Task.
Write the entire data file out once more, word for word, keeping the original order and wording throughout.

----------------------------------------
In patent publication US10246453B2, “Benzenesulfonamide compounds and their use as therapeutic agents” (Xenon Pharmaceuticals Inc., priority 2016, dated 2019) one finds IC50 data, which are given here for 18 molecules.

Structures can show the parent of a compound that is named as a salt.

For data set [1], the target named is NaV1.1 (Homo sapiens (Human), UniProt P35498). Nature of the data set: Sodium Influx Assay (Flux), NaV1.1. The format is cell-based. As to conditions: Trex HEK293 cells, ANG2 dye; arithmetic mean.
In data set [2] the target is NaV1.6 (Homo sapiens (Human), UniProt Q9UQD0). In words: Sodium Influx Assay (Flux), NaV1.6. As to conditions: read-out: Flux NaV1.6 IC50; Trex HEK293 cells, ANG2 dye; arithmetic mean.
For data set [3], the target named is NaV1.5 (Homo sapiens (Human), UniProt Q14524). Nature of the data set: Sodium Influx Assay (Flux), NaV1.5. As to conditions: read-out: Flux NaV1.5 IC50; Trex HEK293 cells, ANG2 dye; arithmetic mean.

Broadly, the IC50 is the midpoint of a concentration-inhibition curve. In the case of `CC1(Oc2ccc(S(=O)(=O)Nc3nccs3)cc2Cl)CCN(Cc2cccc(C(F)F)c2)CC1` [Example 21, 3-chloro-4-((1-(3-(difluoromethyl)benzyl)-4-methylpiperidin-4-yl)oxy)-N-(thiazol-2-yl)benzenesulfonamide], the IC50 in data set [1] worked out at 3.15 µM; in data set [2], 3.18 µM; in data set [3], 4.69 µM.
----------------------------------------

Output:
In patent publication US10246453B2, “Benzenesulfonamide compounds and their use as therapeutic agents” (Xenon Pharmaceuticals Inc., priority 2016, dated 2019) one finds IC50 data, which are given here for 18 molecules.

Structures can show the parent of a compound that is named as a salt.

For data set [1], the target named is NaV1.1 (Homo sapiens (Human), UniProt P35498). Nature of the data set: Sodium Influx Assay (Flux), NaV1.1. The format is cell-based. As to conditions: Trex HEK293 cells, ANG2 dye; arithmetic mean.
In data set [2] the target is NaV1.6 (Homo sapiens (Human), UniProt Q9UQD0). In words: Sodium Influx Assay (Flux), NaV1.6. As to conditions: read-out: Flux NaV1.6 IC50; Trex HEK293 cells, ANG2 dye; arithmetic mean.
For data set [3], the target named is NaV1.5 (Homo sapiens (Human), UniProt Q14524). Nature of the data set: Sodium Influx Assay (Flux), NaV1.5. As to conditions: read-out: Flux NaV1.5 IC50; Trex HEK293 cells, ANG2 dye; arithmetic mean.

Broadly, the IC50 is the midpoint of a concentration-inhibition curve. In the case of `CC1(Oc2ccc(S(=O)(=O)Nc3nccs3)cc2Cl)CCN(Cc2cccc(C(F)F)c2)CC1` [Example 21, 3-chloro-4-((1-(3-(difluoromethyl)benzyl)-4-methylpiperidin-4-yl)oxy)-N-(thiazol-2-yl)benzenesulfonamide], the IC50 in data set [1] worked out at 3.15 µM; in data set [2], 3.18 µM; in data set [3], 4.69 µM.